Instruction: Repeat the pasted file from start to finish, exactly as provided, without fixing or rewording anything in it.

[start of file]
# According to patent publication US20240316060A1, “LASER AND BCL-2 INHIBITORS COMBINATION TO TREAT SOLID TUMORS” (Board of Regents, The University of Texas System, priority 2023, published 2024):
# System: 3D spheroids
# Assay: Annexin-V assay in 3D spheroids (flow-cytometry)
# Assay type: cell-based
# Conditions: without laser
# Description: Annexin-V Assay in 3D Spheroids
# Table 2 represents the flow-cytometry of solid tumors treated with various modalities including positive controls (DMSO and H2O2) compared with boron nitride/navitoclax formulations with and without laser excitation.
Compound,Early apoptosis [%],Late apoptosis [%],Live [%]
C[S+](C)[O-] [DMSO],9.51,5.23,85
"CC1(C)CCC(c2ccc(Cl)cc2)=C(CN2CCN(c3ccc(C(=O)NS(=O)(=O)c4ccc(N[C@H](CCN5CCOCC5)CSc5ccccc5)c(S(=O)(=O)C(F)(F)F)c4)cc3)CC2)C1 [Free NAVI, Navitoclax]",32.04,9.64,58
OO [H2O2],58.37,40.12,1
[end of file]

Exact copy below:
# According to patent publication US20240316060A1, “LASER AND BCL-2 INHIBITORS COMBINATION TO TREAT SOLID TUMORS” (Board of Regents, The University of Texas System, priority 2023, published 2024):
# System: 3D spheroids
# Assay: Annexin-V assay in 3D spheroids (flow-cytometry)
# Assay type: cell-based
# Conditions: without laser
# Description: Annexin-V Assay in 3D Spheroids
# Table 2 represents the flow-cytometry of solid tumors treated with various modalities including positive controls (DMSO and H2O2) compared with boron nitride/navitoclax formulations with and without laser excitation.
Compound,Early apoptosis [%],Late apoptosis [%],Live [%]
C[S+](C)[O-] [DMSO],9.51,5.23,85
"CC1(C)CCC(c2ccc(Cl)cc2)=C(CN2CCN(c3ccc(C(=O)NS(=O)(=O)c4ccc(N[C@H](CCN5CCOCC5)CSc5ccccc5)c(S(=O)(=O)C(F)(F)F)c4)cc3)CC2)C1 [Free NAVI, Navitoclax]",32.04,9.64,58
OO [H2O2],58.37,40.12,1